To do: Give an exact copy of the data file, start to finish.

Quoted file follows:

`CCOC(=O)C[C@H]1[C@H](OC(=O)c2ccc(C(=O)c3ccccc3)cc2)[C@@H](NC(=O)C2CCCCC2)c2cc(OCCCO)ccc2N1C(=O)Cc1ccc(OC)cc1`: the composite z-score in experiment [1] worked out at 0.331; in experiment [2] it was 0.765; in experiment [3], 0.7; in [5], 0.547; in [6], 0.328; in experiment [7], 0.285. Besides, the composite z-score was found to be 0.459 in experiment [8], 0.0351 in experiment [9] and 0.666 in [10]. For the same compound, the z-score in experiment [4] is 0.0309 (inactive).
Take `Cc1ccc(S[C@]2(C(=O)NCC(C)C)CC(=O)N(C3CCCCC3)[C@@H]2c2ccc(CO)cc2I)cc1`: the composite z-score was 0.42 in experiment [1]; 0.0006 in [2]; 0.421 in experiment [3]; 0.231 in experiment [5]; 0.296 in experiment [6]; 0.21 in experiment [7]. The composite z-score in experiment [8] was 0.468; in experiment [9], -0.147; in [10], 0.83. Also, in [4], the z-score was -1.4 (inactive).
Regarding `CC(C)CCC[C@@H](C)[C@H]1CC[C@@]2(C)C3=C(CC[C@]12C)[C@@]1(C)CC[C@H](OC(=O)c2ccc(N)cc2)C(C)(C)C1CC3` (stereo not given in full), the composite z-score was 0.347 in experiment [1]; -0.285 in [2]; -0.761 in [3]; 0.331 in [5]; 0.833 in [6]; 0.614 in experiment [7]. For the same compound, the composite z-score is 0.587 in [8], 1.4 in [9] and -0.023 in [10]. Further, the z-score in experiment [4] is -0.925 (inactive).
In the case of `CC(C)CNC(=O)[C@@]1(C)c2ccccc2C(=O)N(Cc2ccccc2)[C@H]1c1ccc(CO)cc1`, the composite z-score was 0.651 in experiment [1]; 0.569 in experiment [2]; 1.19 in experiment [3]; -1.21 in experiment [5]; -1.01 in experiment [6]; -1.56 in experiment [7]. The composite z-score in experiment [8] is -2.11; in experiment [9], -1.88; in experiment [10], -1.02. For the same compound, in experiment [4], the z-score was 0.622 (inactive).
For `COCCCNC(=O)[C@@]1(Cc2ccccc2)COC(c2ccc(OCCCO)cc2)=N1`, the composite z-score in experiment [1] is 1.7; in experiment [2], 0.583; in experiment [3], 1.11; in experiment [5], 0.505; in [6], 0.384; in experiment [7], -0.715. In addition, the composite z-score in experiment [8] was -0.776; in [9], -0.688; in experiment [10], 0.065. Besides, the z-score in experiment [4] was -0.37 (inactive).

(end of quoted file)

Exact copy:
`CCOC(=O)C[C@H]1[C@H](OC(=O)c2ccc(C(=O)c3ccccc3)cc2)[C@@H](NC(=O)C2CCCCC2)c2cc(OCCCO)ccc2N1C(=O)Cc1ccc(OC)cc1`: the composite z-score in experiment [1] worked out at 0.331; in experiment [2] it was 0.765; in experiment [3], 0.7; in [5], 0.547; in [6], 0.328; in experiment [7], 0.285. Besides, the composite z-score was found to be 0.459 in experiment [8], 0.0351 in experiment [9] and 0.666 in [10]. For the same compound, the z-score in experiment [4] is 0.0309 (inactive).
Take `Cc1ccc(S[C@]2(C(=O)NCC(C)C)CC(=O)N(C3CCCCC3)[C@@H]2c2ccc(CO)cc2I)cc1`: the composite z-score was 0.42 in experiment [1]; 0.0006 in [2]; 0.421 in experiment [3]; 0.231 in experiment [5]; 0.296 in experiment [6]; 0.21 in experiment [7]. The composite z-score in experiment [8] was 0.468; in experiment [9], -0.147; in [10], 0.83. Also, in [4], the z-score was -1.4 (inactive).
Regarding `CC(C)CCC[C@@H](C)[C@H]1CC[C@@]2(C)C3=C(CC[C@]12C)[C@@]1(C)CC[C@H](OC(=O)c2ccc(N)cc2)C(C)(C)C1CC3` (stereo not given in full), the composite z-score was 0.347 in experiment [1]; -0.285 in [2]; -0.761 in [3]; 0.331 in [5]; 0.833 in [6]; 0.614 in experiment [7]. For the same compound, the composite z-score is 0.587 in [8], 1.4 in [9] and -0.023 in [10]. Further, the z-score in experiment [4] is -0.925 (inactive).
In the case of `CC(C)CNC(=O)[C@@]1(C)c2ccccc2C(=O)N(Cc2ccccc2)[C@H]1c1ccc(CO)cc1`, the composite z-score was 0.651 in experiment [1]; 0.569 in experiment [2]; 1.19 in experiment [3]; -1.21 in experiment [5]; -1.01 in experiment [6]; -1.56 in experiment [7]. The composite z-score in experiment [8] is -2.11; in experiment [9], -1.88; in experiment [10], -1.02. For the same compound, in experiment [4], the z-score was 0.622 (inactive).
For `COCCCNC(=O)[C@@]1(Cc2ccccc2)COC(c2ccc(OCCCO)cc2)=N1`, the composite z-score in experiment [1] is 1.7; in experiment [2], 0.583; in experiment [3], 1.11; in experiment [5], 0.505; in [6], 0.384; in experiment [7], -0.715. In addition, the composite z-score in experiment [8] was -0.776; in [9], -0.688; in experiment [10], 0.065. Besides, the z-score in experiment [4] was -0.37 (inactive).